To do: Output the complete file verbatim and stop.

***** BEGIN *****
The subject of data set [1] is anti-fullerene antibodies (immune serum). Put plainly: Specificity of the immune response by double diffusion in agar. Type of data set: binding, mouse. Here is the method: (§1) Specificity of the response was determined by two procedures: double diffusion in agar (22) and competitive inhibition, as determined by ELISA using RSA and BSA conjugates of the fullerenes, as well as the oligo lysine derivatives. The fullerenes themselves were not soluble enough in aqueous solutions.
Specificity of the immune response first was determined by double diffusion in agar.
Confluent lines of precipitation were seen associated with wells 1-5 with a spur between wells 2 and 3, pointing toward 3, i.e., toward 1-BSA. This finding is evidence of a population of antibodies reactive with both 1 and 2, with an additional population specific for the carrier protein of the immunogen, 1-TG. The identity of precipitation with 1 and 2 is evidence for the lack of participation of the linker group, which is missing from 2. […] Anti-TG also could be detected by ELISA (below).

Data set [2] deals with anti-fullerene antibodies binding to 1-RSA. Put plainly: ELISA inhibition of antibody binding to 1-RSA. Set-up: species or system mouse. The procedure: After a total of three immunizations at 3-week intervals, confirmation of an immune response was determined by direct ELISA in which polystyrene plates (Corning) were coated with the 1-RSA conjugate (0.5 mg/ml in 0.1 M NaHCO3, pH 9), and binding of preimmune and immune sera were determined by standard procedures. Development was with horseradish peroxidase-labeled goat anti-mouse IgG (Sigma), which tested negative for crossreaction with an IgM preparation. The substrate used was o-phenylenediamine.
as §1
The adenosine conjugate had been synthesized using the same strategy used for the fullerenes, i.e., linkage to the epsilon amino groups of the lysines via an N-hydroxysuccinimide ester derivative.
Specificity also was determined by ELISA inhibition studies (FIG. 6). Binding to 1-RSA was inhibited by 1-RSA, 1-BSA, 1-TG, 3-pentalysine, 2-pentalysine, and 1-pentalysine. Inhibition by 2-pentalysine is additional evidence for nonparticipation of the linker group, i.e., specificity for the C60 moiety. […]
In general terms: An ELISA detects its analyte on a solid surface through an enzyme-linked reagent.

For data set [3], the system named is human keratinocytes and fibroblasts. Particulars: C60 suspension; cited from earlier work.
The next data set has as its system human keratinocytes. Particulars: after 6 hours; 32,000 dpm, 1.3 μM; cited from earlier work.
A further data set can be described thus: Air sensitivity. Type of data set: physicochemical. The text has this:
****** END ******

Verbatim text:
The subject of data set [1] is anti-fullerene antibodies (immune serum). Put plainly: Specificity of the immune response by double diffusion in agar. Type of data set: binding, mouse. Here is the method: (§1) Specificity of the response was determined by two procedures: double diffusion in agar (22) and competitive inhibition, as determined by ELISA using RSA and BSA conjugates of the fullerenes, as well as the oligo lysine derivatives. The fullerenes themselves were not soluble enough in aqueous solutions.
Specificity of the immune response first was determined by double diffusion in agar.
Confluent lines of precipitation were seen associated with wells 1-5 with a spur between wells 2 and 3, pointing toward 3, i.e., toward 1-BSA. This finding is evidence of a population of antibodies reactive with both 1 and 2, with an additional population specific for the carrier protein of the immunogen, 1-TG. The identity of precipitation with 1 and 2 is evidence for the lack of participation of the linker group, which is missing from 2. […] Anti-TG also could be detected by ELISA (below).

Data set [2] deals with anti-fullerene antibodies binding to 1-RSA. Put plainly: ELISA inhibition of antibody binding to 1-RSA. Set-up: species or system mouse. The procedure: After a total of three immunizations at 3-week intervals, confirmation of an immune response was determined by direct ELISA in which polystyrene plates (Corning) were coated with the 1-RSA conjugate (0.5 mg/ml in 0.1 M NaHCO3, pH 9), and binding of preimmune and immune sera were determined by standard procedures. Development was with horseradish peroxidase-labeled goat anti-mouse IgG (Sigma), which tested negative for crossreaction with an IgM preparation. The substrate used was o-phenylenediamine.
as §1
The adenosine conjugate had been synthesized using the same strategy used for the fullerenes, i.e., linkage to the epsilon amino groups of the lysines via an N-hydroxysuccinimide ester derivative.
Specificity also was determined by ELISA inhibition studies (FIG. 6). Binding to 1-RSA was inhibited by 1-RSA, 1-BSA, 1-TG, 3-pentalysine, 2-pentalysine, and 1-pentalysine. Inhibition by 2-pentalysine is additional evidence for nonparticipation of the linker group, i.e., specificity for the C60 moiety. […]
In general terms: An ELISA detects its analyte on a solid surface through an enzyme-linked reagent.

For data set [3], the system named is human keratinocytes and fibroblasts. Particulars: C60 suspension; cited from earlier work.
The next data set has as its system human keratinocytes. Particulars: after 6 hours; 32,000 dpm, 1.3 μM; cited from earlier work.
A further data set can be described thus: Air sensitivity. Type of data set: physicochemical. The text has this: